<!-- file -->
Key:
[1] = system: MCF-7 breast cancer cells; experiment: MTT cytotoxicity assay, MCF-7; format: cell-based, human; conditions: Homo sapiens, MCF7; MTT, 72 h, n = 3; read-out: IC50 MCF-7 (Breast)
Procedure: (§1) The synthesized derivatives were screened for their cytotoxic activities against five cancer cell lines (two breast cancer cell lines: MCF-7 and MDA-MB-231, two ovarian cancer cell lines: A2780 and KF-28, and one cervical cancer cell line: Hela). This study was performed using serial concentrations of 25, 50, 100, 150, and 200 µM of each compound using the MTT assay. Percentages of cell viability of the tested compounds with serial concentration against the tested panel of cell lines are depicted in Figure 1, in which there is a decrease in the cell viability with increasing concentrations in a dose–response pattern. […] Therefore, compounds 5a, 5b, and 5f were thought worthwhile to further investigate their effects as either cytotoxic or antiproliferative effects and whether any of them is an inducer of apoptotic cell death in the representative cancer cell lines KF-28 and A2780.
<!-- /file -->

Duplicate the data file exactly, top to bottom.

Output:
Key:
[1] = system: MCF-7 breast cancer cells; experiment: MTT cytotoxicity assay, MCF-7; format: cell-based, human; conditions: Homo sapiens, MCF7; MTT, 72 h, n = 3; read-out: IC50 MCF-7 (Breast)
Procedure: (§1) The synthesized derivatives were screened for their cytotoxic activities against five cancer cell lines (two breast cancer cell lines: MCF-7 and MDA-MB-231, two ovarian cancer cell lines: A2780 and KF-28, and one cervical cancer cell line: Hela). This study was performed using serial concentrations of 25, 50, 100, 150, and 200 µM of each compound using the MTT assay. Percentages of cell viability of the tested compounds with serial concentration against the tested panel of cell lines are depicted in Figure 1, in which there is a decrease in the cell viability with increasing concentrations in a dose–response pattern. […] Therefore, compounds 5a, 5b, and 5f were thought worthwhile to further investigate their effects as either cytotoxic or antiproliferative effects and whether any of them is an inducer of apoptotic cell death in the representative cancer cell lines KF-28 and A2780.